Technical Analysis and Chart Interpretations: A Comprehensive Guide
What happened next could only be described as total immersion. We were like cult members. Our team of four would work from 8 a.m. until the closing bell. After the close, we’d look at every single chart in the S&P 500.
Then we’d go to dinner, or to the bar, or just hang around the office while the cleaning crew worked around us, and the technical analysis conversation would continue. Any remaining time was spent reading additional books on technical analysis and growth stocks as assigned by our mentor.
While I loved learning about technical analysis, I wasn’t fond of being a broker. At one time I’d believed that brokers traded and managed money for their clients.
This is only somewhat true; eventually, I learned that being a broker has more to do with selling than with trading.
The final straw occurred when my employer asked me to obtain a license to sell life insurance. There is nothing wrong with selling insurance to people who need it; I just didn’t want to be the person who sold it to them. Instead, I wanted to use everything I’d learned about technical analysis to become a full-time professional trader. So, I quit.
The Next Step
For a long time, I’d been sending my trading track record to anyone I could find who hired traders. I’d scour the Sunday New York Times and collect e-mail addresses, and then bombard them with my trading record. I had a solid record, mainly thanks to the very forgiving bull market environment of the 1990s.
After months of this, with no indication that anyone noticed or cared, the phone finally rang—would I like to interview for a trading job on Wall Street? This time, I was interviewed by just one person—and he seemed like amaniac. He stomped around his spacious Wall Street office, alternately mumbling and shouting.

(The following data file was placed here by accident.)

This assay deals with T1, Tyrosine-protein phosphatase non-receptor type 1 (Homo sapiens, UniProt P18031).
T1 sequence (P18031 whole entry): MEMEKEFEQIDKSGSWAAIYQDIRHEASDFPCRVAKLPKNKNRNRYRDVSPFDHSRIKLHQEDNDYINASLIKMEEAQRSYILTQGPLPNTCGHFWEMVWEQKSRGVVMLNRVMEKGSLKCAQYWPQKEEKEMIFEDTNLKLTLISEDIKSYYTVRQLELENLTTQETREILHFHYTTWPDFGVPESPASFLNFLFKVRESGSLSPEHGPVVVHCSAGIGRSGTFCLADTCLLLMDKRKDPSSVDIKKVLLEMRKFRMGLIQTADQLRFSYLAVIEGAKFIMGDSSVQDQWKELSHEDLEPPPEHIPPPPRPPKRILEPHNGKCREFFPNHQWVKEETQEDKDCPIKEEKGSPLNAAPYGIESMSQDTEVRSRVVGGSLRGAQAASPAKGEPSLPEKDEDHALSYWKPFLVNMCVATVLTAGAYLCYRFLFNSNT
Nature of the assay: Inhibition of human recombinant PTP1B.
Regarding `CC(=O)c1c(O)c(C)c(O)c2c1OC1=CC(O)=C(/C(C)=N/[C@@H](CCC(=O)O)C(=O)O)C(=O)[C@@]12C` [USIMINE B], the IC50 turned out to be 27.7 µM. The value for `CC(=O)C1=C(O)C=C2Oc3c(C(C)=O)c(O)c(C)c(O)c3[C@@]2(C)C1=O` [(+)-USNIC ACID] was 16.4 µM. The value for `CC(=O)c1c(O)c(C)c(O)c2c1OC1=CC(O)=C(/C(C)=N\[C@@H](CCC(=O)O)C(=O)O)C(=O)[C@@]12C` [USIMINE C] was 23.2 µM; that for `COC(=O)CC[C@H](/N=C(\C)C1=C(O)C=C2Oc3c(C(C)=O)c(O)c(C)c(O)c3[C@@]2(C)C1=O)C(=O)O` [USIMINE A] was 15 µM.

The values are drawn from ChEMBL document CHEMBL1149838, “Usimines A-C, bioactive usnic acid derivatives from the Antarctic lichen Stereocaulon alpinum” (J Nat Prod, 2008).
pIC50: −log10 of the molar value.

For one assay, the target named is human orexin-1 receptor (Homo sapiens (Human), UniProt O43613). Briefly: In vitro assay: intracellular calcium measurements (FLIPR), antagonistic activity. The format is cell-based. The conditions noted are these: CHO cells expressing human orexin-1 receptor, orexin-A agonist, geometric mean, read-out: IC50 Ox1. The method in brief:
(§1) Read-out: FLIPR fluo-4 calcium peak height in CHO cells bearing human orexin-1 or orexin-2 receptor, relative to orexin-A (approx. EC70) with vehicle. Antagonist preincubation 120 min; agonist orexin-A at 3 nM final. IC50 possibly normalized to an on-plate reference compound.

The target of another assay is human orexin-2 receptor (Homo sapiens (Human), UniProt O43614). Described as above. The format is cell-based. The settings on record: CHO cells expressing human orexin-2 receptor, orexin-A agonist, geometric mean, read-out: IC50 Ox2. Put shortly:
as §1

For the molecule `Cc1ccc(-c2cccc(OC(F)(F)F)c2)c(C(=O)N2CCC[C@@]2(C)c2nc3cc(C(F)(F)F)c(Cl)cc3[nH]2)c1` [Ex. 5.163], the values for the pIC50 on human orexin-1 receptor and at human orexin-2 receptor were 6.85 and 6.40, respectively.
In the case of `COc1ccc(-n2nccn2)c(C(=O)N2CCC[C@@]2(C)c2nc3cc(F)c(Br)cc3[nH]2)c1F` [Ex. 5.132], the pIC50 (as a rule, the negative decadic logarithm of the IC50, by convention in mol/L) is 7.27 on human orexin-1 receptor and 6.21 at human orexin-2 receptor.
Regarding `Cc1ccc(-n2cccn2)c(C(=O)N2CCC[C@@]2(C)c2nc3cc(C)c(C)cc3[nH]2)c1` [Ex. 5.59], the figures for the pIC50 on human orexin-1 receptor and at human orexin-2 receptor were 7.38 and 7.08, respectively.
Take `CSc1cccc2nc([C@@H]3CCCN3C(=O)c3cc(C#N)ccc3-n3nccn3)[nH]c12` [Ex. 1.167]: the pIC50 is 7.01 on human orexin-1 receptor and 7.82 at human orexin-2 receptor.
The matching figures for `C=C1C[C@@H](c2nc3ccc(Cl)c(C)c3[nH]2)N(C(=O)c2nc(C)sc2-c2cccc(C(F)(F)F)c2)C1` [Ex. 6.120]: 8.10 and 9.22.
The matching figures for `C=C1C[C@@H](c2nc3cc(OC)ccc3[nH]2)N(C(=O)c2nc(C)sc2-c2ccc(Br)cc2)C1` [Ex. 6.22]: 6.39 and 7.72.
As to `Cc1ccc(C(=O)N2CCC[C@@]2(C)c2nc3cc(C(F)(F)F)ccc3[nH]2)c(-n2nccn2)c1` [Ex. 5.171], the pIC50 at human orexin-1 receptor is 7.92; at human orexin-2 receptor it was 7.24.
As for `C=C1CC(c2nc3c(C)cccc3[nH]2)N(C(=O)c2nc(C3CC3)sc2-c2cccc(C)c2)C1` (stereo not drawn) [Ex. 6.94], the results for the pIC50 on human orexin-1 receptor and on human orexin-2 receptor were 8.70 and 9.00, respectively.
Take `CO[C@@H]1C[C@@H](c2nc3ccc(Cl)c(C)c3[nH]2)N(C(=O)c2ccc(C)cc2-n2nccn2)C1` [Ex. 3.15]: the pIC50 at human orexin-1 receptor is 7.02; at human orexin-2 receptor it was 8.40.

His expensive suit was wrinkled and uneven, and he needed a shave. He looked as if he’d been out all night.
Suddenly, I wanted my old job back, a good paying job from which I’d walked away. What had I gotten myself into? I didn’t know it at the time, but this man was a well-known character on Wall Street. He ran several investment firms, one of which employed over 400 traders.
When I told him I was willing to travel 100 miles by train to get to work every morning and another 100 miles to get home every night, he hired me on the spot.
Once again, it was a case of total immersion. I’d catch a train before dawn, always clutching a book and a copy of Investor’s Business Daily. Eventually, one of those books would be Confessions of a Street Addict by legendary hedge fund manager Jim Cramer.
Years later, I’d work with Jim and even merit a brief mention in one of his books. I saw the same faces every morning on the train. Every day, a young man and an older man would board the train together, and I’d overhear them discussing technical analysis. The older gent was an experienced arbitrage trader, and the kid was a college athlete who was just getting started in the business. Every day, we’d discuss indicators and other technical concepts. Years later, we would all work together at a midtown Manhattan trading firm.
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